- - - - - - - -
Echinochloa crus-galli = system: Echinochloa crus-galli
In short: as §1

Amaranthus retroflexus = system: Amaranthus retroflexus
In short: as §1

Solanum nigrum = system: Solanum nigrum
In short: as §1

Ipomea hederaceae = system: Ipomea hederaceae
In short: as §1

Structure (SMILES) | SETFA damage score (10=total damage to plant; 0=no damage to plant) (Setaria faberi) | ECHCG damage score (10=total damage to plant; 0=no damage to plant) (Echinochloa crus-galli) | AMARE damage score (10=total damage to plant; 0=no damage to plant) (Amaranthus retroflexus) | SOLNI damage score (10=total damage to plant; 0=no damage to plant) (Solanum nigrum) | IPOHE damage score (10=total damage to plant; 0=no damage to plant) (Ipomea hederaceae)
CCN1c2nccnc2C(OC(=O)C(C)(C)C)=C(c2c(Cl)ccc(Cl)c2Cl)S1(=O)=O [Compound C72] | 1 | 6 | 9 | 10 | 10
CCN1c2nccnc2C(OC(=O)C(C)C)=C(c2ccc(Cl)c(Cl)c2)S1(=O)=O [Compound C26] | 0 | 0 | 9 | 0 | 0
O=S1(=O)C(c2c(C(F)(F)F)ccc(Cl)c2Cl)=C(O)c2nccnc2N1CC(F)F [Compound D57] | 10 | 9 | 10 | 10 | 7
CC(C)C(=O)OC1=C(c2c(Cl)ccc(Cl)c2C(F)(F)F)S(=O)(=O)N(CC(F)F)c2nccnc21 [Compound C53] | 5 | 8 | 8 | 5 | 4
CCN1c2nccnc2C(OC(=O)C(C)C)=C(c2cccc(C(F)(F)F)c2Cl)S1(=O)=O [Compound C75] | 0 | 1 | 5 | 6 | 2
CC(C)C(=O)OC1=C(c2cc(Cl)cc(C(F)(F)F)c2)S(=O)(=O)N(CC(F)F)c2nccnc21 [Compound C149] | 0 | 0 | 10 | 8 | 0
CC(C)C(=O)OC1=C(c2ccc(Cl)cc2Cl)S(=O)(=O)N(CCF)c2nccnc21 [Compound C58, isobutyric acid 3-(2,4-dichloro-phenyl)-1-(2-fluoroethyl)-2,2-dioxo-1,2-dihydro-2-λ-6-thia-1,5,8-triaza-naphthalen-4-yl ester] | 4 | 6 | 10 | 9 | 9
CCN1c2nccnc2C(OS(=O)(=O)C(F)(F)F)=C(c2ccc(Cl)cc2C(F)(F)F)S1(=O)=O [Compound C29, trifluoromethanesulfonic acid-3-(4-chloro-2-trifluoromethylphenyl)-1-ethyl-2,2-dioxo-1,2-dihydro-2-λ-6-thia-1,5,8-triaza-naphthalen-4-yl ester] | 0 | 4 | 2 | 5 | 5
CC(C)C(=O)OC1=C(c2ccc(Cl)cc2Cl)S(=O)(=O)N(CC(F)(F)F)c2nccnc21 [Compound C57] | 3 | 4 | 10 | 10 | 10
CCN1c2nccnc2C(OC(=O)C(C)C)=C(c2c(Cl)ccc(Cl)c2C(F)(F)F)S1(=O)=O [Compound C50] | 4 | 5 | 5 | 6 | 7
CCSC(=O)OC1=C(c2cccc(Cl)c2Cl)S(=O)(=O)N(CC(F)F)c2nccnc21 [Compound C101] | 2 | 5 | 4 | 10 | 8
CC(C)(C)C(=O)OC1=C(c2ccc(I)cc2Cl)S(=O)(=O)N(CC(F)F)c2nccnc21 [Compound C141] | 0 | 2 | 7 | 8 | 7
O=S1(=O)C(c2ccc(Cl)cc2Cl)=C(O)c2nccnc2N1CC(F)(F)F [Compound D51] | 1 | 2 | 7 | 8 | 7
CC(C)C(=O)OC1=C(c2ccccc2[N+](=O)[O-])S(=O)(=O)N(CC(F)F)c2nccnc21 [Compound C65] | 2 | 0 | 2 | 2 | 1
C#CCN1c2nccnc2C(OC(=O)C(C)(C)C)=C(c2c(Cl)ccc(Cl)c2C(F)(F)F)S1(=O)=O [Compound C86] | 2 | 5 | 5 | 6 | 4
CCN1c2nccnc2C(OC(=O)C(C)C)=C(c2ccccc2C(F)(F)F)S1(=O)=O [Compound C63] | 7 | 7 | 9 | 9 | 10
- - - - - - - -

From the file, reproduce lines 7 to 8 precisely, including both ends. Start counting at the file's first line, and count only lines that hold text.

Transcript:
Ipomea hederaceae = system: Ipomea hederaceae
In short: as §1